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Spectacular Revelations About FA's Past Policy On Black Footballers

Spectacular Revelations About FA's Past Policy On Black Footballers
By Conor Neville
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A new book on racism within football has made a remarkable claim about the FA's attitude to black players in the 1990s. It claims that the FA tried to impose a quota on the number of black the players the England manager could select for the national team.

The author of 'Pitch Black', anti-racism campaigner Emy Onoura, cites a conversation with Graham Taylor in 2000, where the former England manager told how he was hauled in by the FA and informed that he should not go beyond a certain limit.


At a function in Watford in 2000, Taylor reportedly approached Birmingham City player and victim of racist abuse Richie Moran.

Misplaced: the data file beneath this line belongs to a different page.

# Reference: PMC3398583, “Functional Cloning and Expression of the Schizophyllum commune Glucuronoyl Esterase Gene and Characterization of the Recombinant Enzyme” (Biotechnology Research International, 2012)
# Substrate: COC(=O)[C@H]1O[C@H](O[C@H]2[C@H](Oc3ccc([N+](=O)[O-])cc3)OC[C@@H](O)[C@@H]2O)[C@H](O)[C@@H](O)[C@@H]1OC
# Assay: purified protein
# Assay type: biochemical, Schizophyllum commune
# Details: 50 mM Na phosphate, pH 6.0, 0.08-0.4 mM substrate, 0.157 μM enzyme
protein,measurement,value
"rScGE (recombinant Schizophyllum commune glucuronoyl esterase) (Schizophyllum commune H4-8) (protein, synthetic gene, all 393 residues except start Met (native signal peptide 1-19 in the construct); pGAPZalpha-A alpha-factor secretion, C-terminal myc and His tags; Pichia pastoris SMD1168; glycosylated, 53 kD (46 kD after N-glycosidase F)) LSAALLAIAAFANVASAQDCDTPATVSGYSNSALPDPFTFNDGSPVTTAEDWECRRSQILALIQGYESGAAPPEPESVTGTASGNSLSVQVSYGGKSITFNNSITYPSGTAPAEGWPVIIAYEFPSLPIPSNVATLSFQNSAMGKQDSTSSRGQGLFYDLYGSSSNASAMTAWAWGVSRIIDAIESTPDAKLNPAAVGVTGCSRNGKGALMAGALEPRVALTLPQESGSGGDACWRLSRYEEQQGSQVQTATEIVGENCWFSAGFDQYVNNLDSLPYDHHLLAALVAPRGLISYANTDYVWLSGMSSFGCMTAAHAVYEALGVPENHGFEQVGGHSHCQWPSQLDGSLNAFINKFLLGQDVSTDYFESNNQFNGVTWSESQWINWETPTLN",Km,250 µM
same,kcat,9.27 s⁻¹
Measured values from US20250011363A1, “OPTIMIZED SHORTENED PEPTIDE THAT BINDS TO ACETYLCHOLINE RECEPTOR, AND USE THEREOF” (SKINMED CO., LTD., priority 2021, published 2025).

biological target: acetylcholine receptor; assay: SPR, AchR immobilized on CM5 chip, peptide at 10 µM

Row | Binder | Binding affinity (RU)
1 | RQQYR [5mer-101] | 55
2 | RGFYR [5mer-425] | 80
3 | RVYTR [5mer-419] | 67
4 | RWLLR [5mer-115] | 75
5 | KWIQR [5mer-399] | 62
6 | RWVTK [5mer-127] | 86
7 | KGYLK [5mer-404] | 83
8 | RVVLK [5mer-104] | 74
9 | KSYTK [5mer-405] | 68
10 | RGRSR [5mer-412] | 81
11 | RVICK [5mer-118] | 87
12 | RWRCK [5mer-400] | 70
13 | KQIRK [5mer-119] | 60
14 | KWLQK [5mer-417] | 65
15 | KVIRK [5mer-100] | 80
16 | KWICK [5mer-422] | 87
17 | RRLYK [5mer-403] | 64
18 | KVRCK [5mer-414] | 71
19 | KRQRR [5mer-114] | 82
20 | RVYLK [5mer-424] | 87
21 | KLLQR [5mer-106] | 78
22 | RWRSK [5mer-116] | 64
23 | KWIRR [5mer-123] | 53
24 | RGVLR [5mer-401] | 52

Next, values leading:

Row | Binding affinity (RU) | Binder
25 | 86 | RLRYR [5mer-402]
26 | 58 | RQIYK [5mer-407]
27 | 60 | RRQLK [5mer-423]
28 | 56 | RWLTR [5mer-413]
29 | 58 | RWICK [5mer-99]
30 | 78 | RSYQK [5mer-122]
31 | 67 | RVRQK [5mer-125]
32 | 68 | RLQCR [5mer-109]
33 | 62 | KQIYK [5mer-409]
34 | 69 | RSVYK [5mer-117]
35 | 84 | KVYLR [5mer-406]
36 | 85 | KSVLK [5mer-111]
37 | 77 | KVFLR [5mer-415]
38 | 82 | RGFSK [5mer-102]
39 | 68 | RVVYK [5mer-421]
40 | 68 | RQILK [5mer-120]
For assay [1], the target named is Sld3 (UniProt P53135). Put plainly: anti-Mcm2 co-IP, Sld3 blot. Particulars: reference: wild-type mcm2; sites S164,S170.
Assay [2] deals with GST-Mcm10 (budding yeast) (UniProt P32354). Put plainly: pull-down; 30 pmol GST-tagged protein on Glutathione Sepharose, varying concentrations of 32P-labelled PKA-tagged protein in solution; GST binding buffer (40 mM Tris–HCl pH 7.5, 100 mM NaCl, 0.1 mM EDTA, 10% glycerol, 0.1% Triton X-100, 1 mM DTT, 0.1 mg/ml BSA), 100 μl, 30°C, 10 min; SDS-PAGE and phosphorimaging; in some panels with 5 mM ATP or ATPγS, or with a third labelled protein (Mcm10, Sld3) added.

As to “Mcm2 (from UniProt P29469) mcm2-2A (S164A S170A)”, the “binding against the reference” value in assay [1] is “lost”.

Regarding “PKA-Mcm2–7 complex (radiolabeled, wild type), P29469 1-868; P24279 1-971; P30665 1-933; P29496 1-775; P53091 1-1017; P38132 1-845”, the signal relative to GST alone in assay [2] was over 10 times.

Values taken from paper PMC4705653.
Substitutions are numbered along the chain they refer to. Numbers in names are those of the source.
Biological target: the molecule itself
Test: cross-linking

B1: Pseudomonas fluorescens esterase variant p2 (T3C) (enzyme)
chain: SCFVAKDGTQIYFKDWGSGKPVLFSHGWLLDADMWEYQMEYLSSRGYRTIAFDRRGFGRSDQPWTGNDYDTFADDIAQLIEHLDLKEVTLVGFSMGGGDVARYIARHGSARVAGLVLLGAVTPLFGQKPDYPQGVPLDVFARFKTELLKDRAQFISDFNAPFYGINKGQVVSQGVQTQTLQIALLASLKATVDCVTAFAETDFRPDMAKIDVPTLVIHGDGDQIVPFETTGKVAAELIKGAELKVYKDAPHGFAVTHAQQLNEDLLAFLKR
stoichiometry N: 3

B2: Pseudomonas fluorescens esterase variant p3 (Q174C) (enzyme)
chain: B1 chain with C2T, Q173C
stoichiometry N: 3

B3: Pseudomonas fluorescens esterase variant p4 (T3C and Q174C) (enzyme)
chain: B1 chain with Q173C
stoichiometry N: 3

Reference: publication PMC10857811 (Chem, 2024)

Graham Taylor came up to me and said: ‘Look, I’m going to tell you something … I’m never going to admit it, I will be sued for libel.’ He said: ‘When I was manager of England I was called in by two members of the FA, who I won’t name …’ I volunteered two names. He said: ‘I’m not prepared to say, but I was told in no uncertain terms not to pick too many black players for the national side.

The Guardian contacted Graham Taylor who says he can't remember the encounter with Moran, though insists that doesn't mean he didn't say what's reported.


The author is at pains to point out that there is no evidence that Taylor, who has worked with many black players throughout his career, ever followed these instructions.

Indeed, Taylor can number John Barnes, Paul Ince, Ian Wright, Des Walker, Tony Daley and Carlton Palmer among the black players who played regularly during his time as manager.

There is no question of Taylor having acted on those instructions, but the episode raises some important questions as to how many other England managers were given the same instructions and therefore felt pressurised to limit the numbers of black players selected to play for the national side.

That such an attitude towards black players within the FA hierarchy persisted into the early 1990s has stunned many readers.

[The Guardian]

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